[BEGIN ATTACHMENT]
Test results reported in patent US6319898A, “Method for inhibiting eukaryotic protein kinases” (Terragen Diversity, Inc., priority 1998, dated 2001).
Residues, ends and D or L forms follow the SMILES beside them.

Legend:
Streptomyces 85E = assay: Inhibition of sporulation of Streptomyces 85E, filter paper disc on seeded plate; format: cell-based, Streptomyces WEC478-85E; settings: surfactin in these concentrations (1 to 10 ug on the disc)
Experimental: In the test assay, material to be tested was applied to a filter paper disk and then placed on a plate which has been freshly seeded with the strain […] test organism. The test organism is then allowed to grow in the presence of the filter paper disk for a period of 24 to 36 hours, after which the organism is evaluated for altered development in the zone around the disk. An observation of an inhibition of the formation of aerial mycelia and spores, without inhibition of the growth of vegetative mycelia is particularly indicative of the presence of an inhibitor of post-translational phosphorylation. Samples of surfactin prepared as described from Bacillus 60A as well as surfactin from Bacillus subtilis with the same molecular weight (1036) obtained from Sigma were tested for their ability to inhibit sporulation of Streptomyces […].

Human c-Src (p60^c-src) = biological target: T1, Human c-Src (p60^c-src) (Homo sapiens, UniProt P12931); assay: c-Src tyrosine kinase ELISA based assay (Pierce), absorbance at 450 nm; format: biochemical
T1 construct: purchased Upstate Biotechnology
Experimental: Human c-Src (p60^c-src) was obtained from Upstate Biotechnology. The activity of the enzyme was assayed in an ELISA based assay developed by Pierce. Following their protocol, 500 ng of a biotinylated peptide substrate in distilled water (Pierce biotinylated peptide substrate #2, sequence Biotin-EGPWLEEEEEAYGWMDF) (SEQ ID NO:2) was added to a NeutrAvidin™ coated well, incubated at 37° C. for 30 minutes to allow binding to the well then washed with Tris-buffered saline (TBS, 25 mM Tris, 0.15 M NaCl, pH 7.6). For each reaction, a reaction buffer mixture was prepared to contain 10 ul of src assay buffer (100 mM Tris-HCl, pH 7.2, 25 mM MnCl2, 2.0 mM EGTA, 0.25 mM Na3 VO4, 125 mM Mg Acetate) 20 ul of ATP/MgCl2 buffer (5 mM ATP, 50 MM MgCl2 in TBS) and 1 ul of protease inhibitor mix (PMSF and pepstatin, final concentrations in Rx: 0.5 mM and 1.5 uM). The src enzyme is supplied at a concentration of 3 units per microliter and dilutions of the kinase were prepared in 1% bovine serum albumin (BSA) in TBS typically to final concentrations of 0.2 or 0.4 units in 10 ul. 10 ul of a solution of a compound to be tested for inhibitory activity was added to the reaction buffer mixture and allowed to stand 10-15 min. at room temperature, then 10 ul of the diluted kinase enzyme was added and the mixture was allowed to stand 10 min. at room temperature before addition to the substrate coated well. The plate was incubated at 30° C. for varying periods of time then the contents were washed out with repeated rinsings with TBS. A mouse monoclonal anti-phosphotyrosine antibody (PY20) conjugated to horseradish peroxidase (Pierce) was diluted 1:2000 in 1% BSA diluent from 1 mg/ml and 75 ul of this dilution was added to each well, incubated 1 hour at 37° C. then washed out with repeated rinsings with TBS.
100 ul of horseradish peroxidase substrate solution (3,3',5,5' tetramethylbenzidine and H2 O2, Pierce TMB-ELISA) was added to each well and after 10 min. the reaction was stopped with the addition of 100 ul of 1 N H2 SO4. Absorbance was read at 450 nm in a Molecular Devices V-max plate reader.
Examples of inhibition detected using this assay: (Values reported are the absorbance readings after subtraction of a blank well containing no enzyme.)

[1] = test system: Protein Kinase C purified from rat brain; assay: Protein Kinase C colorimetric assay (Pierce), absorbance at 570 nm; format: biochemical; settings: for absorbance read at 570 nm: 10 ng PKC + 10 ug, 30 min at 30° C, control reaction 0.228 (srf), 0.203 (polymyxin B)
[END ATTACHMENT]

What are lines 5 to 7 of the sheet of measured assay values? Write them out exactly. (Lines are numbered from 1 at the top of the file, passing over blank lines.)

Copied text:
Experimental: In the test assay, material to be tested was applied to a filter paper disk and then placed on a plate which has been freshly seeded with the strain […] test organism. The test organism is then allowed to grow in the presence of the filter paper disk for a period of 24 to 36 hours, after which the organism is evaluated for altered development in the zone around the disk. An observation of an inhibition of the formation of aerial mycelia and spores, without inhibition of the growth of vegetative mycelia is particularly indicative of the presence of an inhibitor of post-translational phosphorylation. Samples of surfactin prepared as described from Bacillus 60A as well as surfactin from Bacillus subtilis with the same molecular weight (1036) obtained from Sigma were tested for their ability to inhibit sporulation of Streptomyces […].

Human c-Src (p60^c-src) = biological target: T1, Human c-Src (p60^c-src) (Homo sapiens, UniProt P12931); assay: c-Src tyrosine kinase ELISA based assay (Pierce), absorbance at 450 nm; format: biochemical
T1 construct: purchased Upstate Biotechnology